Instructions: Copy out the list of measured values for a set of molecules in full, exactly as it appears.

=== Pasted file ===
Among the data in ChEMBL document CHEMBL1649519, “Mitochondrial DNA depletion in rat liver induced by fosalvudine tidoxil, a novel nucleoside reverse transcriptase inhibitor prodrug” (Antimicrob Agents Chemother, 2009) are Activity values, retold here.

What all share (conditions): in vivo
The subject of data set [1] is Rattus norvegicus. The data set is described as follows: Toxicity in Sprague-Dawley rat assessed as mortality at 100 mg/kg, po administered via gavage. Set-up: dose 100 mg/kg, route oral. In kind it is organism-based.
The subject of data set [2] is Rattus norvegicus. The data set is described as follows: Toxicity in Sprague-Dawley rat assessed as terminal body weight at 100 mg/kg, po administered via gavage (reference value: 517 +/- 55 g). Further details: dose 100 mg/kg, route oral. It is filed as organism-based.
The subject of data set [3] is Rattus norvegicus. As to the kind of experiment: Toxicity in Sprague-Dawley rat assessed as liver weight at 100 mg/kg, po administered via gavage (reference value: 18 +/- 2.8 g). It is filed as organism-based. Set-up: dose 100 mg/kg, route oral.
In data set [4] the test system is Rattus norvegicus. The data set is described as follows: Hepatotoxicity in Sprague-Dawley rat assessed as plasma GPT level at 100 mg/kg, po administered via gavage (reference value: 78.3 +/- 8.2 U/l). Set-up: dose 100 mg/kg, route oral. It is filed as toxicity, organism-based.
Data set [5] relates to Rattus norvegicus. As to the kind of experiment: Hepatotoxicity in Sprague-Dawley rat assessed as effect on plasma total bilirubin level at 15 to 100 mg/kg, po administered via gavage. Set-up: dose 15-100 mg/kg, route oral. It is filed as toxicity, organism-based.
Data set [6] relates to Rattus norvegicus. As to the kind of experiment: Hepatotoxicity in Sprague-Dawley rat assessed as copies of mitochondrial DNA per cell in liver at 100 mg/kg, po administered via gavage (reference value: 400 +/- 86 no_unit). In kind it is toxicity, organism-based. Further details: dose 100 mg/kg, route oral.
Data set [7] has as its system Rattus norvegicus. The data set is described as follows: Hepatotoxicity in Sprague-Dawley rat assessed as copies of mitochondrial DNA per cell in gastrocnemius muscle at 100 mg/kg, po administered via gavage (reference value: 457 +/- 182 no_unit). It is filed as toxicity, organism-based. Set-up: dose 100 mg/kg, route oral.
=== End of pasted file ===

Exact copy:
Among the data in ChEMBL document CHEMBL1649519, “Mitochondrial DNA depletion in rat liver induced by fosalvudine tidoxil, a novel nucleoside reverse transcriptase inhibitor prodrug” (Antimicrob Agents Chemother, 2009) are Activity values, retold here.

What all share (conditions): in vivo
The subject of data set [1] is Rattus norvegicus. The data set is described as follows: Toxicity in Sprague-Dawley rat assessed as mortality at 100 mg/kg, po administered via gavage. Set-up: dose 100 mg/kg, route oral. In kind it is organism-based.
The subject of data set [2] is Rattus norvegicus. The data set is described as follows: Toxicity in Sprague-Dawley rat assessed as terminal body weight at 100 mg/kg, po administered via gavage (reference value: 517 +/- 55 g). Further details: dose 100 mg/kg, route oral. It is filed as organism-based.
The subject of data set [3] is Rattus norvegicus. As to the kind of experiment: Toxicity in Sprague-Dawley rat assessed as liver weight at 100 mg/kg, po administered via gavage (reference value: 18 +/- 2.8 g). It is filed as organism-based. Set-up: dose 100 mg/kg, route oral.
In data set [4] the test system is Rattus norvegicus. The data set is described as follows: Hepatotoxicity in Sprague-Dawley rat assessed as plasma GPT level at 100 mg/kg, po administered via gavage (reference value: 78.3 +/- 8.2 U/l). Set-up: dose 100 mg/kg, route oral. It is filed as toxicity, organism-based.
Data set [5] relates to Rattus norvegicus. As to the kind of experiment: Hepatotoxicity in Sprague-Dawley rat assessed as effect on plasma total bilirubin level at 15 to 100 mg/kg, po administered via gavage. Set-up: dose 15-100 mg/kg, route oral. It is filed as toxicity, organism-based.
Data set [6] relates to Rattus norvegicus. As to the kind of experiment: Hepatotoxicity in Sprague-Dawley rat assessed as copies of mitochondrial DNA per cell in liver at 100 mg/kg, po administered via gavage (reference value: 400 +/- 86 no_unit). In kind it is toxicity, organism-based. Further details: dose 100 mg/kg, route oral.
Data set [7] has as its system Rattus norvegicus. The data set is described as follows: Hepatotoxicity in Sprague-Dawley rat assessed as copies of mitochondrial DNA per cell in gastrocnemius muscle at 100 mg/kg, po administered via gavage (reference value: 457 +/- 182 no_unit). It is filed as toxicity, organism-based. Set-up: dose 100 mg/kg, route oral.